IN THE EARLY HOURS OF 15 JANUARY 1934, an earthquake of magnitude 8.4 rocked Nepal and Bihar. Fissures as much as five kilometres deep opened in the earth, exhaling a choking dust and swallowing hillsides and villages. Ten thousand people died without leaving their beds. Although Kathmandu was relatively unscathed, nearby Patan was upheaved; large portions of the prime minister’s private palace were razed, and the town’s Durbar Square filled up with rubble. In distant Calcutta, the bell tower and steeple of St Paul’s Cathedral collapsed, the crash accompanied by a tremendous clang. As the Indian and Eurasian tectonic plates shifted into a more comfortable position beneath the earth’s surface, new lakes filled up behind landslides in the Himalayas and more people lost their lives in shuddering aftershocks.
Since the Gurkha War of 1814, the Kingdom of Nepal had been off limits to foreigners, especially the English; available maps had been entirely the work of Indian surveyors unsupervised by British colonial officials. But with the permission of the Maharaja of Nepal, the Geological Survey of India (GSI) sent a small team to investigate the devastation, led by an English geologist. The four men left Calcutta in early February and travelled for several months in bullock carts and on royal elephants, completing three separate traverses over ranges in both Nepal and Bihar before completing their trek at Darjeeling.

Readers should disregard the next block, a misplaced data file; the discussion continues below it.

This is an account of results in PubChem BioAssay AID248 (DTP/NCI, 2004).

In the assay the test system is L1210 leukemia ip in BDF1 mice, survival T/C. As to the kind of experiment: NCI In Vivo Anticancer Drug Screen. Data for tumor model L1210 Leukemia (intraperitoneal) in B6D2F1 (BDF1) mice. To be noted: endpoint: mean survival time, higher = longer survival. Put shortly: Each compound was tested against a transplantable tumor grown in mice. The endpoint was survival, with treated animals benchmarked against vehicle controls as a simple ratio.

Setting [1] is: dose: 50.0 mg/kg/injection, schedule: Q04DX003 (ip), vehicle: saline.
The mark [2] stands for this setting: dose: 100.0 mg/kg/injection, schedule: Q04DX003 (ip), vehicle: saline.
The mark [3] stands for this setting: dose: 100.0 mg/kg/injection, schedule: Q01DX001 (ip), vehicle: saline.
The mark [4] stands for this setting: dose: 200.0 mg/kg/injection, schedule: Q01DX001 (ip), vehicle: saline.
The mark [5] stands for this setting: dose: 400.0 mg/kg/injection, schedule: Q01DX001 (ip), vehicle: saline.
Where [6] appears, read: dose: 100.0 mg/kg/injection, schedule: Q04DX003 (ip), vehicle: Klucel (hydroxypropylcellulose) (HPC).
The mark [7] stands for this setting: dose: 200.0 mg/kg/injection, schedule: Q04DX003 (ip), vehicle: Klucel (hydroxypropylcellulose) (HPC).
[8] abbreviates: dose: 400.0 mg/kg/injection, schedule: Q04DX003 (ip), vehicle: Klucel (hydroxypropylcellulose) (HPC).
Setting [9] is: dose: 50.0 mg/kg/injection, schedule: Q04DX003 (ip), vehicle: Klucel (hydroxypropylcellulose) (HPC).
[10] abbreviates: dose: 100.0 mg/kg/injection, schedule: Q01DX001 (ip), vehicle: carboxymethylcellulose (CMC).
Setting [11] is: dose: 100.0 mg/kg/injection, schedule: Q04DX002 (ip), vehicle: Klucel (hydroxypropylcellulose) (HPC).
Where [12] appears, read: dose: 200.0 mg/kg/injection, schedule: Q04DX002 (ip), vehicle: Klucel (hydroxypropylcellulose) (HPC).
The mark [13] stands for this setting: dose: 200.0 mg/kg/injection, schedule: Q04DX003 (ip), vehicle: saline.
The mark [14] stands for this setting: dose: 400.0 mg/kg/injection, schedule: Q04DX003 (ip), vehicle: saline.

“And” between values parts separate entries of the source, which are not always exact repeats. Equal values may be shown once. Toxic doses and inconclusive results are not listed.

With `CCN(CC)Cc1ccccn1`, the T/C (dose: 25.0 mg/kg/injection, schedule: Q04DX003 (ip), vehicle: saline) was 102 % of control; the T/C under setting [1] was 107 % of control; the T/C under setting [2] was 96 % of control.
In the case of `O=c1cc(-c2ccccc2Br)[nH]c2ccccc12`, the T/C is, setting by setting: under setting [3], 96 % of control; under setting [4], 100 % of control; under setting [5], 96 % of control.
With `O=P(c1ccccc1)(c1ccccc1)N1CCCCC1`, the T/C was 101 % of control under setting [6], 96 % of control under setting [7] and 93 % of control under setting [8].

Comparing seismographs from Bombay and Kew, England, the long-legged, bearded and alarmingly pale-skinned team leader, 31-year-old John Bicknell Auden, had first judged the earthquake’s epicentre to fall in southeastern Nepal. On reaching the area to camp, however, he read the landscape as a detective might study overturned furniture to reconstruct a violent crime. He concluded that the epicentre was not in the Nepal Himalaya but in the Gangetic alluvium, further south, in north Bihar. In the seismological report he eventually filed with the GSI, Auden’s observations were largely geological. His account of the same journey for the Himalayan Journal, however, revealed a mountaineer’s agenda: to get a close-up view of Mount Everest’s southern face. He would be the first European to take in this view, and the first in over a century to visit the region.